|Date Published||16 April 2020|
The Chemical Reaction
Chemical expert Dr Jaq Silver is in desperate need of some income. She’s got debts mounting up and no easy way of paying them off, so when she gets a job offer that involves a trip to China, beggars can’t be choosers.
The Chemical Reaction starts with a fine art auction in London, but quickly jumps into Jaq’s struggle for survival in the Black Sea, throwing out a strong hook for anyone not previously acquainted with Fiona Erskine’s protagonist. I felt at something of a disadvantage as Jaq is clearly at the tail end of her previous outing in The Chemical Detective and the earlier book casts a long shadow, with not much by way of backstory, but I decided to stick with it, as I’m always up for getting to know a new, gutsy female main character.
The sinking of the yacht spells trouble for Jaq even when she is able to get her feet back on dry land, as when she borrowed it, she didn’t take much – if any – notice of the contract she signed, which left her solely responsible for reimbursing its owner in the event of damage, and in this case, the damage is pretty terminal. Jaq’s claim that there was some inherent flaw in the craft falls on deaf ears and its owner, the unaptly named Frank Good is determined to extract every ounce of his pound of flesh, leaving Jaq desperate for enough cash to fight his claim. And then on top of that there’s the cost of keeping her mother in a nursing home in Portugal.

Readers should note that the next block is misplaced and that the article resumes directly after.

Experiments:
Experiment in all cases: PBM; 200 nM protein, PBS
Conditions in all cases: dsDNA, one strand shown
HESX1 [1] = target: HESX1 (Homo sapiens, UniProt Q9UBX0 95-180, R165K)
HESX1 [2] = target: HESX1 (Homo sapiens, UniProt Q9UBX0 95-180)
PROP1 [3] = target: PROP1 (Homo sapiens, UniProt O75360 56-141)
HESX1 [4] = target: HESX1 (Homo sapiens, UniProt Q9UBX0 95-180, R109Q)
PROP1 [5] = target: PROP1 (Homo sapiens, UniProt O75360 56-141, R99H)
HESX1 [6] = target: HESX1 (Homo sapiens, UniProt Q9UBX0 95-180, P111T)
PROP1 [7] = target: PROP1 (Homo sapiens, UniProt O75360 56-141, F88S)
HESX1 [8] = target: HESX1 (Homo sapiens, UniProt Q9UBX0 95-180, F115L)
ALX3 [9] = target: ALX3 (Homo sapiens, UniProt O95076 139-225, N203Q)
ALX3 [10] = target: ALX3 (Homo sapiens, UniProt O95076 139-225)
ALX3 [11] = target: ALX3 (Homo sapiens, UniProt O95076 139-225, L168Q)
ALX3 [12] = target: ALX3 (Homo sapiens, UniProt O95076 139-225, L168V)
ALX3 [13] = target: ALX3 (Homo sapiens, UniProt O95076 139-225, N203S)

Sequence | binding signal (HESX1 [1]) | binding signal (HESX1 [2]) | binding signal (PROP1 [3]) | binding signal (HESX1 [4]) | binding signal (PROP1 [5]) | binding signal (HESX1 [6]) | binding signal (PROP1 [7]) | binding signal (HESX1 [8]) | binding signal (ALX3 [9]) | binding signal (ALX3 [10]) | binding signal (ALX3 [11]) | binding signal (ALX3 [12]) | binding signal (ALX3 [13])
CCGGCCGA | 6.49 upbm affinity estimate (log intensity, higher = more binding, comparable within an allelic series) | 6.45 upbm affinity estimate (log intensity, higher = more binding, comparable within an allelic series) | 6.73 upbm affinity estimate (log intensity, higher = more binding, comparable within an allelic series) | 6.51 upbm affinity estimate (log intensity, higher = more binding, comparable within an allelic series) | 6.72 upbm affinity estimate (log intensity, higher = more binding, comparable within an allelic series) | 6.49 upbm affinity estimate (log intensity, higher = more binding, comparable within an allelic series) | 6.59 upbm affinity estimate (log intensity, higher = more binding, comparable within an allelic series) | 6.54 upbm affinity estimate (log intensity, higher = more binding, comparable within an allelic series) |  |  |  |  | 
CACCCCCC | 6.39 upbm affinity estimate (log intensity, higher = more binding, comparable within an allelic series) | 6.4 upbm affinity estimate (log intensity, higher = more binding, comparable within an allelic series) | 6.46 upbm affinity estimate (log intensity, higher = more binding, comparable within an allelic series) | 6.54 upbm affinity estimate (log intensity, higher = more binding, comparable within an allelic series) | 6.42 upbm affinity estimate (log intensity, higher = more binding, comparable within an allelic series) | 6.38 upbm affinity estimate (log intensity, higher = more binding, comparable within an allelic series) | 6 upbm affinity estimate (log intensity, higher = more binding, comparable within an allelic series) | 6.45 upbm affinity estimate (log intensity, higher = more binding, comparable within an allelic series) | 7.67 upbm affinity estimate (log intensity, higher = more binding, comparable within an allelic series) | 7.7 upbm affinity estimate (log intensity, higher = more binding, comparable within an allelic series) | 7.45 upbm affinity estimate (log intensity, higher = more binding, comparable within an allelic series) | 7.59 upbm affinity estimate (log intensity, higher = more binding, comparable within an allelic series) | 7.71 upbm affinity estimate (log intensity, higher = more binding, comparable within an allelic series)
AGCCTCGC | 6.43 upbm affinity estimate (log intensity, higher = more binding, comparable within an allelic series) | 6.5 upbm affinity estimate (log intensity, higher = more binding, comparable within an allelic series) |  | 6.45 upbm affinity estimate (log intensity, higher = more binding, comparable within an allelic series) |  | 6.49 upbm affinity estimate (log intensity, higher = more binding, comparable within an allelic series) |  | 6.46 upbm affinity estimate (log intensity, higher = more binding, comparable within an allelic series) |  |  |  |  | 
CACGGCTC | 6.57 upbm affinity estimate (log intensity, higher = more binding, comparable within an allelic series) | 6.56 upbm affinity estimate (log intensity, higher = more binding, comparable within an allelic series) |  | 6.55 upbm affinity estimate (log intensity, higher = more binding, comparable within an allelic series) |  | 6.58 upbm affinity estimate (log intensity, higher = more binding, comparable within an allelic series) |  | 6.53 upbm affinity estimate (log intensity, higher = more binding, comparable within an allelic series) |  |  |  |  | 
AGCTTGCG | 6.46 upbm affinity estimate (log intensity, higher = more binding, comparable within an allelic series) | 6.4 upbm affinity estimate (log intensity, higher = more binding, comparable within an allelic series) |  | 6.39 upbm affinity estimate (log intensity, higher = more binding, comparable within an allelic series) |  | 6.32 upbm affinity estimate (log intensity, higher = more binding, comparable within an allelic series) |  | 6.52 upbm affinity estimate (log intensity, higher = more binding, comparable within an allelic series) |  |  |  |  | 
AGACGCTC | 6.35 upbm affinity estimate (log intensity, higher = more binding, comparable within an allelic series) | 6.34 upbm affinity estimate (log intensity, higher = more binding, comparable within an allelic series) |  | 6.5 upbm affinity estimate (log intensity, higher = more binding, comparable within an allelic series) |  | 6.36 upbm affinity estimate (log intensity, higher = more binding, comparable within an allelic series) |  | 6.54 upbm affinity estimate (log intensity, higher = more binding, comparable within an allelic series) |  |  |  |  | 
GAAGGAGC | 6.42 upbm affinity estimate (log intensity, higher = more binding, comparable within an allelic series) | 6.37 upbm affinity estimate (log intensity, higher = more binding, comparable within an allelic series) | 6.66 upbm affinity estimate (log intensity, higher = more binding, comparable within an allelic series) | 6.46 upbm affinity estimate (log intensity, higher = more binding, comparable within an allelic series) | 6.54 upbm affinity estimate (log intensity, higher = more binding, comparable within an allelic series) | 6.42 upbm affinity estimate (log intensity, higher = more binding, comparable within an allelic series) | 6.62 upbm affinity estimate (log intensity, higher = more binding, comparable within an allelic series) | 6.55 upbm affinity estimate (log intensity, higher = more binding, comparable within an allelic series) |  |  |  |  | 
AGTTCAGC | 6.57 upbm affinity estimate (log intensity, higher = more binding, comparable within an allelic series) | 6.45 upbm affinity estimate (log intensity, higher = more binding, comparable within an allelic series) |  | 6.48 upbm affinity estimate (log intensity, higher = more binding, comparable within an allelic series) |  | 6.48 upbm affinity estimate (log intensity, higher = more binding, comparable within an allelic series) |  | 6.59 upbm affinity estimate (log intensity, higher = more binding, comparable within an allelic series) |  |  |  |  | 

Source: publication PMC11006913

Against her better judgment, Jaq accepts a job that takes her to China to do some sniffing around a factory at the heart of a joint venture agreement that’s in danger of falling apart. But in China, she soon discovers that nothing is what it seems. A factory disappears almost without trace, as does an old student of hers that Jaq had been hoping to meet up with.
Jac Silver is a risk taker, she’s also stubborn and that’s a volatile combination, almost as volatile as some of the chemistry that frequently comes to her aid when she’s in a tight spot. I must admit that it took me a while to warm to Jaq but I suspect that was influenced by a slight frustration at not having read the first book which is often a problem with coming into the second book in a series. Too much backstory slows the pace, but too little can make it feel like you’re the third wheel on a date. I was also rather put off by the fairly gratuitous animal cruelty, which is my big squick. I can’t think of any books that are improved by that sort of thing, and this was no exception to that rule.
The Chemical Reaction is a complicated mix of two converging storylines, one concerning stolen Chinese art, and the other about the disappearing factory. It wasn’t clear how these disparate elements were going to come together, but when they did, it all added up to a convincing thriller with an unusual edge.
Reviewed 21 November 2020 by Linda Wilson